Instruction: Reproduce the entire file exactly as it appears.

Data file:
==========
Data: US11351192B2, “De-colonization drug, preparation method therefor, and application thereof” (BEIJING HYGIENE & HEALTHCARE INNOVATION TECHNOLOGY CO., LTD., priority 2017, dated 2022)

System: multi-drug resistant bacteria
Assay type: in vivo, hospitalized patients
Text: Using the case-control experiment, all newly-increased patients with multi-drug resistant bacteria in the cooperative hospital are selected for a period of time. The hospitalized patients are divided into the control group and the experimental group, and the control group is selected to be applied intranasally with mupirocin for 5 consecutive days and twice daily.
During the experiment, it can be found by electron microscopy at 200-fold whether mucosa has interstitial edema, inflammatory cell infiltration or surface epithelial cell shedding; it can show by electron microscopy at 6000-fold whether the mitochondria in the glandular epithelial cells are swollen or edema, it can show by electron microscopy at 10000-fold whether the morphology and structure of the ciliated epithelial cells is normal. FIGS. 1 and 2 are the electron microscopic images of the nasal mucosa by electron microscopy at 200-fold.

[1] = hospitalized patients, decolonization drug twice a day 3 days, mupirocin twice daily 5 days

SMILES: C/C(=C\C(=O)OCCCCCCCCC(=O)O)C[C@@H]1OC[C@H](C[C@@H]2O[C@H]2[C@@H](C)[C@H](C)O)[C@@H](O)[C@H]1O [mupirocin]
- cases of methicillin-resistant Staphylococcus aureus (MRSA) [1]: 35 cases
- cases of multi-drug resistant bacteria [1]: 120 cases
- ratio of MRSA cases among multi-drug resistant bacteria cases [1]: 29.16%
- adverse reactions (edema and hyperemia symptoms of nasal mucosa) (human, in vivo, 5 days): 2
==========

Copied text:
Data: US11351192B2, “De-colonization drug, preparation method therefor, and application thereof” (BEIJING HYGIENE & HEALTHCARE INNOVATION TECHNOLOGY CO., LTD., priority 2017, dated 2022)

System: multi-drug resistant bacteria
Assay type: in vivo, hospitalized patients
Text: Using the case-control experiment, all newly-increased patients with multi-drug resistant bacteria in the cooperative hospital are selected for a period of time. The hospitalized patients are divided into the control group and the experimental group, and the control group is selected to be applied intranasally with mupirocin for 5 consecutive days and twice daily.
During the experiment, it can be found by electron microscopy at 200-fold whether mucosa has interstitial edema, inflammatory cell infiltration or surface epithelial cell shedding; it can show by electron microscopy at 6000-fold whether the mitochondria in the glandular epithelial cells are swollen or edema, it can show by electron microscopy at 10000-fold whether the morphology and structure of the ciliated epithelial cells is normal. FIGS. 1 and 2 are the electron microscopic images of the nasal mucosa by electron microscopy at 200-fold.

[1] = hospitalized patients, decolonization drug twice a day 3 days, mupirocin twice daily 5 days

SMILES: C/C(=C\C(=O)OCCCCCCCCC(=O)O)C[C@@H]1OC[C@H](C[C@@H]2O[C@H]2[C@@H](C)[C@H](C)O)[C@@H](O)[C@H]1O [mupirocin]
- cases of methicillin-resistant Staphylococcus aureus (MRSA) [1]: 35 cases
- cases of multi-drug resistant bacteria [1]: 120 cases
- ratio of MRSA cases among multi-drug resistant bacteria cases [1]: 29.16%
- adverse reactions (edema and hyperemia symptoms of nasal mucosa) (human, in vivo, 5 days): 2